Toronto
2 min

London trustees shock students

Activists want anti-homophobia support in schools

Queer students in London, Ontario say they feel unsafe after trustees of the Thames Valley District School Board made homophobic comments while giving a cold shoulder to some recommendations that would support gay people in schools.



The 17-point report, which followed months of meetings and discussions, failed to be fully adopted at an April meeting.



The debate itself shocked attendees more than the failure to pass the recommendations; several people walked out in disgust.



“It was really pretty awful, to be quite honest,” says Joanne King, mom to an adult gay son, and one of the facilitators of the London Parents, Family And Friends Of Lesbians And Gays (PFLAG) group. “It’s scary that our trustees haven’t taken the time to educate themselves. I was actually embarrassed for some of them. I couldn’t believe these educated people were sitting there saying these things.”



Trustee Stewart Deller, who attendees said was one of the biggest perpetrators of anti-gay rhetoric at the meeting, did not return Xtra’s calls.



The London Free Press reports Deller saying the recommendations come from “a minority that’s trying to steal away the rights of the majority and it’s not appropriate…. We will protect you but don’t push it on everybody else and say that it should be normalized.”



Jason Yeoman, an 18-year-old grade 12 student, dropped out of high school last semester when the homophobia of his fellow students got the best of him.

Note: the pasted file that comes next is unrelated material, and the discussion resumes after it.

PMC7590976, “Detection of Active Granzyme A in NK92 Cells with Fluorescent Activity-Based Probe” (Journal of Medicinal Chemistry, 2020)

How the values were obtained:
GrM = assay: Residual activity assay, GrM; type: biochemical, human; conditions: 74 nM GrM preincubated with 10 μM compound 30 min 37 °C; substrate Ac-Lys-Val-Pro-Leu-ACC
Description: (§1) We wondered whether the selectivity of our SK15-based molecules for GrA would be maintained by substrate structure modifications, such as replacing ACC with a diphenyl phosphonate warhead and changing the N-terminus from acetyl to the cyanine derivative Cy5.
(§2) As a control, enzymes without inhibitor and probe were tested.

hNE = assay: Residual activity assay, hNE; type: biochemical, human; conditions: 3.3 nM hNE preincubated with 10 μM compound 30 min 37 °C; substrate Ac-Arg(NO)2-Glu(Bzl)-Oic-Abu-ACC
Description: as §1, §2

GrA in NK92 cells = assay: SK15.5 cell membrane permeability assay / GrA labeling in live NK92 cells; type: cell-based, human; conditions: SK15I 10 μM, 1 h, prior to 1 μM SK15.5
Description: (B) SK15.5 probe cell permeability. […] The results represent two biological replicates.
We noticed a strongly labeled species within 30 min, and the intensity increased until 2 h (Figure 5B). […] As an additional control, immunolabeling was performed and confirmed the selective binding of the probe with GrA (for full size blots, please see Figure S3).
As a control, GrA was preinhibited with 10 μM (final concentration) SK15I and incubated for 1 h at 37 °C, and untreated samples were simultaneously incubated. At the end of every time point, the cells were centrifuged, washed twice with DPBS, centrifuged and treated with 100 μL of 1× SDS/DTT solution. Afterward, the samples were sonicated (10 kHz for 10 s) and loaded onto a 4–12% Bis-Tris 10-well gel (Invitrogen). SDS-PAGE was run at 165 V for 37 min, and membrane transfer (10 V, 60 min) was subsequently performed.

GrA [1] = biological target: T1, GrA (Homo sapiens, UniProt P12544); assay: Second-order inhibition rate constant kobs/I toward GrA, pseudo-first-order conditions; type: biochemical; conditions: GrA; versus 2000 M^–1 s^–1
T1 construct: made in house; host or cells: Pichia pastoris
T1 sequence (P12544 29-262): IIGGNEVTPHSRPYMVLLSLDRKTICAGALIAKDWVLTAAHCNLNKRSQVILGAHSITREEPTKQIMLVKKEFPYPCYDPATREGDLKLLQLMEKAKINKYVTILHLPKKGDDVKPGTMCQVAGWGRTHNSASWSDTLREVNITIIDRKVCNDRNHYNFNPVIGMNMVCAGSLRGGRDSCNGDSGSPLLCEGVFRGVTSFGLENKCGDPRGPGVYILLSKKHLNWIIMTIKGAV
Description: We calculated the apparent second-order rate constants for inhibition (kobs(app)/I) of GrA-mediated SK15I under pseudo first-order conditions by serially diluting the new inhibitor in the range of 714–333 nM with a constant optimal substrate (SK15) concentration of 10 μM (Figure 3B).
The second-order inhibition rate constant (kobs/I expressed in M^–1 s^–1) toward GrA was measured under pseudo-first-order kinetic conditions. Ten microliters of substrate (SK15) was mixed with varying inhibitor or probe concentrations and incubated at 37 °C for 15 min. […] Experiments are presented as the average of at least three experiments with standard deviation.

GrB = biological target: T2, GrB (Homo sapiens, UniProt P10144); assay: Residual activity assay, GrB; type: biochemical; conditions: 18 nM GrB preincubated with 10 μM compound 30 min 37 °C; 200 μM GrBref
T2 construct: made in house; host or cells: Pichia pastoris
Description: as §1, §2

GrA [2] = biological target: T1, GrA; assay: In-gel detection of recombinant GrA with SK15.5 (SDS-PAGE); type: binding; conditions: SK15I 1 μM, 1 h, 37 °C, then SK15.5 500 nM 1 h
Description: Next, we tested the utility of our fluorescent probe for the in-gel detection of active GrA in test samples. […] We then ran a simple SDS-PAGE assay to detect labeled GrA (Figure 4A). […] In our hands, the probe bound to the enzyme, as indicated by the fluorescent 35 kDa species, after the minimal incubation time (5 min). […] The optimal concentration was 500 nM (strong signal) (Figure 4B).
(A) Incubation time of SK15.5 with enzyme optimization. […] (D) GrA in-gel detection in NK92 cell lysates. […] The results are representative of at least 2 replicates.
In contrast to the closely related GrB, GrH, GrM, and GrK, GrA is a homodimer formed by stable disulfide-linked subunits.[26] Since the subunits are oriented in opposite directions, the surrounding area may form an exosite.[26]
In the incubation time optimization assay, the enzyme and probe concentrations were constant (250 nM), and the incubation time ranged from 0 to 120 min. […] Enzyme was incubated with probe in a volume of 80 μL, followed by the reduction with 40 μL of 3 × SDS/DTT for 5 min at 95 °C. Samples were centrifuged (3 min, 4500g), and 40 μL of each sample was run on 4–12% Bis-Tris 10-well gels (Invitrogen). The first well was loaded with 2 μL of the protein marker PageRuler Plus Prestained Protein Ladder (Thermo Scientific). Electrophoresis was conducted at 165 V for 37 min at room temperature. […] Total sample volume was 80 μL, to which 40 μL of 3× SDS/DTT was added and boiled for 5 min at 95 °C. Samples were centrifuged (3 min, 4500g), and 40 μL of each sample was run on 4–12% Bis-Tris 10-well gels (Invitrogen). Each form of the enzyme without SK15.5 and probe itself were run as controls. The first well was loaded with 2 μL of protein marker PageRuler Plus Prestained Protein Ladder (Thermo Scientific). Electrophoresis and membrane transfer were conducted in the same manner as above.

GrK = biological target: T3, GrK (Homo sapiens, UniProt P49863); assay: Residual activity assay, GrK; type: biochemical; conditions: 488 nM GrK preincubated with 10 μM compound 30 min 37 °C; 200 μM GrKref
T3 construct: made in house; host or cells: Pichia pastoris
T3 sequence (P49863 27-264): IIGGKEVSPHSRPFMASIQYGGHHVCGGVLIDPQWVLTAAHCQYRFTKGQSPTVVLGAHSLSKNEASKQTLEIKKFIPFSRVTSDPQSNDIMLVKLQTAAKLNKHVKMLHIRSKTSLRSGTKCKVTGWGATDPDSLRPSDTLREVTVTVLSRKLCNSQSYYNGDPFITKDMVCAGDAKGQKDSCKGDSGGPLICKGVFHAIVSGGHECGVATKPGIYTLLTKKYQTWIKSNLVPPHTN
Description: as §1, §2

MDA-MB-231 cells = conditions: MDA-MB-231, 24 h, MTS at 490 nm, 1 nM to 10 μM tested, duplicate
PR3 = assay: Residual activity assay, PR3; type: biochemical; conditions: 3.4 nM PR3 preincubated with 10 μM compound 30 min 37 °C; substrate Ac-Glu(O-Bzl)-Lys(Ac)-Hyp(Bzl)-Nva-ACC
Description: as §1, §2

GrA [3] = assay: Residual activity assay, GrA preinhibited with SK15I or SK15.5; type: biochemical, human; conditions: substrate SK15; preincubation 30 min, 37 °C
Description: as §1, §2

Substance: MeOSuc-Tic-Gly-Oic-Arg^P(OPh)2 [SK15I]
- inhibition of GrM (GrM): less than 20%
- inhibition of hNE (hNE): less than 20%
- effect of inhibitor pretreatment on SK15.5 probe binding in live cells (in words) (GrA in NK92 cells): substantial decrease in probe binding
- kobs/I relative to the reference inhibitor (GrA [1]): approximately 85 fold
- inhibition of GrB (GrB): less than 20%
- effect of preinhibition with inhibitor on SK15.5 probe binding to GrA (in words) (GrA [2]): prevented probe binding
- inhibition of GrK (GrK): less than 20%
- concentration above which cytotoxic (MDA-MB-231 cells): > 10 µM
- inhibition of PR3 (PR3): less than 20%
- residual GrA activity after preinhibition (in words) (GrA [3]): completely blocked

“I was being harassed by the football team. It was mostly verbal harassment, anti-gay slurs towards me. ‘You’re a faggot,’ and ‘You’re a queer.’ Sometimes they were throwing things,” Yeoman says. “A small reprimand was made to the football team but other than that no one was punished.”



Yeoman, who made a presentation to the board, says changes are needed.



“A lot of issues are being brought up and swept under the rug,” Yeoman says. “There are no serious set consequences for harassing someone due to their sexual orientation, whether physically or verbally, unless it warrants police intervention.”



The ad hoc committee that made the recommendations was formed last fall, pushed by a local organization called Seen And Heard: Youth Anti-Violence Education Project.



“London doesn’t have a huge amount of resources for queer youth,” says project creator and coordinator Julie Glaser. “One of the things that came forth was the chronic hate crimes, discrimination, harassment and high dropout rates that queer youth are facing in the school system.”



One of the conclusions was that the school board was exercising systemic discrimination by not giving support in schools. Glaser pulled together a group of 75 youth at the Social Justice Now conference and rallied on school board grounds last summer.



The board did support four of the recommendations, including a motion to deal with all incidents of harassment consistently, a motion to ask the provincial education minister for curriculum that would address hate-motivated violence against gay and lesbian students, a motion to have a queer-positive staff outreach person and a motion that would compel principals and managers to talk about equity awareness with staff each school term.